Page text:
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was a speechwriter for ronald reagan. we have worked closely on a wide range of things. and i just told him, mr. speaker, since i'm leaving congress, he's taught me one thing and one thing only, and that is how to make margaritas. with that i'm happy to yield to my friend, mr. rohrabacher. the speaker pro tempore: the gentleman is recognized for three minutes. mr. rohrabacher: i rise in support of the rule and this legislation and note that the classified nature of that margarita formula should never be disclosed to an enemy of the united states, of course, but we will be glad to transmit that information to our colleagues on the other side of the aisle. in the spirit of bipartisanship. i do rise in support of this rule and h.r. 6156. the legislation to grant permanent normal trade relations status to russia. during the 19 0's as was just mentioned, i worked for ronald reagan in the white house and was part of a team dedicating itselves to bring down the soviet dictatorship. i might add that dave dryor was a member of that team. today's russia is not yesterday's soviet union. that's the most i
in this room. what is important is what you have on the table would make ronald reagan look like a piker. he knows how hard it was, with some very good people. [laughter] the point is, in the fiscal cliff, you will not get any of this done. joe lieberman outlined the potential of approach. some cutting, some modest revenue. then you move back to regular order, which trent lott was talking about last year. then you need a mechanism to enforce the discipline. my worry is, you read the washington post report and, frankly, the people doing the negotiations on both sides do not know the basics. starting with the fact that you need one piece of paper, not competing pieces of paper. i would be worried about -- if these people just talked to each other as opposed to negotiating and pontificating on their positions, the president will be very tempted to let the tax cuts expire, it is not sustainable because of the alternative minimum tax and other things. that is a gutsy, given the state of the economy, and people need to be prepared for it. >> let's talk about the rest of the world. we want to ask t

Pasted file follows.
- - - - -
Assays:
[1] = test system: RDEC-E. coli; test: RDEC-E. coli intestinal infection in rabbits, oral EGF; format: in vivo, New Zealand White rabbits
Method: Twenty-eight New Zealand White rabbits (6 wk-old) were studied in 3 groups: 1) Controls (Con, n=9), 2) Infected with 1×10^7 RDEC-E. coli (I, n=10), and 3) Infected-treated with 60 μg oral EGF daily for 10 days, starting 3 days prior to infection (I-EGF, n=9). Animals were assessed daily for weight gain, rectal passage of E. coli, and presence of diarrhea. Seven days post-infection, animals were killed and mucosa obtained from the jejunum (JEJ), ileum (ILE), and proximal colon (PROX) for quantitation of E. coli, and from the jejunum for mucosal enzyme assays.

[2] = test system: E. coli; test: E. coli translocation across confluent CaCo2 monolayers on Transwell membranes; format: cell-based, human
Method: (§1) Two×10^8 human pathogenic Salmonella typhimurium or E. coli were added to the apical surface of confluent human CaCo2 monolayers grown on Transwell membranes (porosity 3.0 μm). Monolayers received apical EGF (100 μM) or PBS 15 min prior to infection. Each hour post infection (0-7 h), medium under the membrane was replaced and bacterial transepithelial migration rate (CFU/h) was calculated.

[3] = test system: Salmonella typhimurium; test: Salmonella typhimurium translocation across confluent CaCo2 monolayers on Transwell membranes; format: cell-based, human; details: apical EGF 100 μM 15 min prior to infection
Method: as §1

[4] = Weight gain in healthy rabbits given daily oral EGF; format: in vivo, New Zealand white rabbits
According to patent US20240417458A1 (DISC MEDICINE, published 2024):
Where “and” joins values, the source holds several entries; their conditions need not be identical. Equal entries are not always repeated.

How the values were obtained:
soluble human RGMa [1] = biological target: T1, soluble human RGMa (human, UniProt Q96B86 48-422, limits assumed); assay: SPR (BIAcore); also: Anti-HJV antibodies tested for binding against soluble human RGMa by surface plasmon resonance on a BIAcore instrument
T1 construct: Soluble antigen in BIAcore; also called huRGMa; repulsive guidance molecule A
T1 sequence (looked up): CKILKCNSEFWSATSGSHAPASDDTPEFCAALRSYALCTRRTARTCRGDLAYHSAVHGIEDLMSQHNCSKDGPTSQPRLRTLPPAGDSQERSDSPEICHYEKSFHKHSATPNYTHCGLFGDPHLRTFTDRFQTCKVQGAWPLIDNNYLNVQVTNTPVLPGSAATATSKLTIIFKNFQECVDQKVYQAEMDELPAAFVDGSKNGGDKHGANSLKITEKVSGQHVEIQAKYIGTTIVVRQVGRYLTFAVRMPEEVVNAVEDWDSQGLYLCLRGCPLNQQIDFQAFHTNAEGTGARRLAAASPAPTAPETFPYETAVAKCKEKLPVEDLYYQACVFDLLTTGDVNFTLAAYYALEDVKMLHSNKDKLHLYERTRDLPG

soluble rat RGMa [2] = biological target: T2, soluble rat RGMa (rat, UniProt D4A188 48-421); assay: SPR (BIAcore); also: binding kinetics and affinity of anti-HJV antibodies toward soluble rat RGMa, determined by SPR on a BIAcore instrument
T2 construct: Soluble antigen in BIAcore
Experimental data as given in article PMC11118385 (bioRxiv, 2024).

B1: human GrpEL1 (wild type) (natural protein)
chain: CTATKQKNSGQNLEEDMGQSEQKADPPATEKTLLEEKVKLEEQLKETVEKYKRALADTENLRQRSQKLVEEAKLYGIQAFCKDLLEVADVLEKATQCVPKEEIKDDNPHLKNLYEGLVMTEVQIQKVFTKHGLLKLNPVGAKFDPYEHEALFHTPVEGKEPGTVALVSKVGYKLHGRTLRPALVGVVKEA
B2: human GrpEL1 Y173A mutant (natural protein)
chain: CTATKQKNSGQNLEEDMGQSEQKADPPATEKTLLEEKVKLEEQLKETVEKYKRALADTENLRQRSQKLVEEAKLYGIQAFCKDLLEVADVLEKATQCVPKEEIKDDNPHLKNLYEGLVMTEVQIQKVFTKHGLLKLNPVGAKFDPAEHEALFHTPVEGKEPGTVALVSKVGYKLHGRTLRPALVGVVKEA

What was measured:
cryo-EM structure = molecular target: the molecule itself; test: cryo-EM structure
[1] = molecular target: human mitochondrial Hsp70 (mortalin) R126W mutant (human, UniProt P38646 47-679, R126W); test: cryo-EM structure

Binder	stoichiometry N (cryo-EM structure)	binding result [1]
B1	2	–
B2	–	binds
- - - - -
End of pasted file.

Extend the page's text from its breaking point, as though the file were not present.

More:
was it, 1982 or 1983, back in the 1980's, tip o'neill and ronald reagan got together and made adjustments to social security that saved the program. that's my point. sometimes you need to adjust and change to save the very thing you care most about. and so tip o'neill didn't sell out the democratic party by embracing that agreement. the democrats in congress, many of them very progressive at that time who supported it, didn't work traders to the party. if we do it in a responsible way, a balanced and doesn't just gut the programs and just not all entitlement reform with no revenue, i think the base of the party and leaders and organized labor will understand. they also know the alternative is doing nothing, with bad damage to jobs and the economy. and ultimately insolvency of these programs themselves, or. b, the right wing of the republicans are coming in and taking over because we have done nothing to solve the problem and their answer to the solution would be much more draconian. host: jack. he's our first phone call for the senator. republican. go ahead. caller: mr. bayh, one question
Search Results 0 to 2 of about 3